Blog: Finding the Underworld in Minnesota
So, I just finished a month in Minnesota (Minneapolis and St. Paul to be exact), and let me tell you: September is THE TIME to be in those cities. With forgiving temperatures, baseball games, delicious restaurants, and their own Oktoberfest, I was able to get out and really check out life in the Twin Cities. I was there to sing Euridice in Minnesota Opera’s Orfeo ed Euridice. Gluck’s masterpiece has no fat – no extraneous music – which makes for a short yet tremendously impactful opera. Because of that, my part was only about 25 minutes long. Hello month of getting center myself a bit. Whew!
I arrived after an intense week of starting a Twickenham Fest in my hometown. That left me both loving chamber music and glad to be singing opera again. And imagine: I get to do this opera with David Daniels (one of the foremost countertenors in the world and a personal friend) and Harry Bicket (a superstar in baroque conducting and also a personal friend). All I could think about was the great music making that would happen, and the fun we’d have making it!
We started off the first day with a lovely meet and greet. I sang The Fortunes of King Croesus with this opera company before, so it was familiar to me. However the creative team for this show (Lee Blakeley directing, Adrian Linford designing, and Arthur Pita choreographing) was entirely new to me. The Brits had landed, and we hit the ground running!
I can only say wonderful things about this production. Each decision (whether dress, dance, or directorial) was made with the storytelling in mind – always a good idea in opera. I found each scene to be effective, and I must say that it was exciting to be a part of this show. Musically it was also a gratifying experience because Maestro Bicket was leading the St. Paul Chamber Orchestra, a renowned orchestra in the country. Amidst a full season of other programs, they played the Orfeo score with delicacy and a full color palate. It was an honor to sing with them.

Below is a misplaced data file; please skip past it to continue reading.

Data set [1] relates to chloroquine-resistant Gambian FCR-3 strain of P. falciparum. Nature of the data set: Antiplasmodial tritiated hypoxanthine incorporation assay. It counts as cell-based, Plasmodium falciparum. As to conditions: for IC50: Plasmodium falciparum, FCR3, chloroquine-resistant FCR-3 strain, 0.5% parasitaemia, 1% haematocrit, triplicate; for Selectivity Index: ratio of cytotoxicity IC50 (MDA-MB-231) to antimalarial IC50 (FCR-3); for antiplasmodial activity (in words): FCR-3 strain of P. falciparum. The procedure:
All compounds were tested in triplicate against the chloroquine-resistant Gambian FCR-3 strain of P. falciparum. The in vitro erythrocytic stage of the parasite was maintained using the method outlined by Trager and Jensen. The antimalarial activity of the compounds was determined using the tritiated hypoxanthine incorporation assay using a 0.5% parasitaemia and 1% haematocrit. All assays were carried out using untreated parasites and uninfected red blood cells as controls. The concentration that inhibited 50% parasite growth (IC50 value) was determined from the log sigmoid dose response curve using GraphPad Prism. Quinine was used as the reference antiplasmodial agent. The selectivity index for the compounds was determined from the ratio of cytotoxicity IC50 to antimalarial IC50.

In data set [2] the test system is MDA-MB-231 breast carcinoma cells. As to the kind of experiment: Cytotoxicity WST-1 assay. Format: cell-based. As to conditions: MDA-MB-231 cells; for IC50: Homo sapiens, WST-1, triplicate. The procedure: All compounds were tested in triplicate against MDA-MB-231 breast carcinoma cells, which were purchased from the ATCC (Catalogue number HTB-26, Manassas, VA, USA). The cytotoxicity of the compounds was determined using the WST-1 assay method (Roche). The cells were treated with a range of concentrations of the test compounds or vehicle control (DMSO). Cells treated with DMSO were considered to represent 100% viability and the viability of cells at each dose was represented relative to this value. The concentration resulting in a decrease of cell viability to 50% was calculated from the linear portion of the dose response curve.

The character of Euridice was a fun one to explore. I was surprised to discover that her character only deepens every time I visit the score. I found myself experimenting with her facets, playing with her myriad of emotions well into the run of the shows. I couldn’t help trying a different approach each time, much to the chagrin of the conductor, I’m sure! Fascinating that such a short role could glean such great interest. I’ll be curious to revisit it in the future because I imagine that this is a part that will only deepen with time, like all of the great roles.
So all in all, operatically it was a remarkable experience; one that will stay with me for a very long time. I loved working with everyone who took part, and a bit sad to leave. That said, if there’s one thing I’ve learned in the past few years of starting this crazy life in opera, it’s that the musical world is tiny and that small world is filled with wonderful friends. Hopefully I’ll see these people again sooner rather than later. And as for the Twin Cities, I’ll certainly be making a trip back up here soon – if only for the delicious La Grassa dinner and a Twins game
Now it’s off to the Big Apple for a night with my head on my very own pillow, and then month of crazy travelling. NYC, here I come!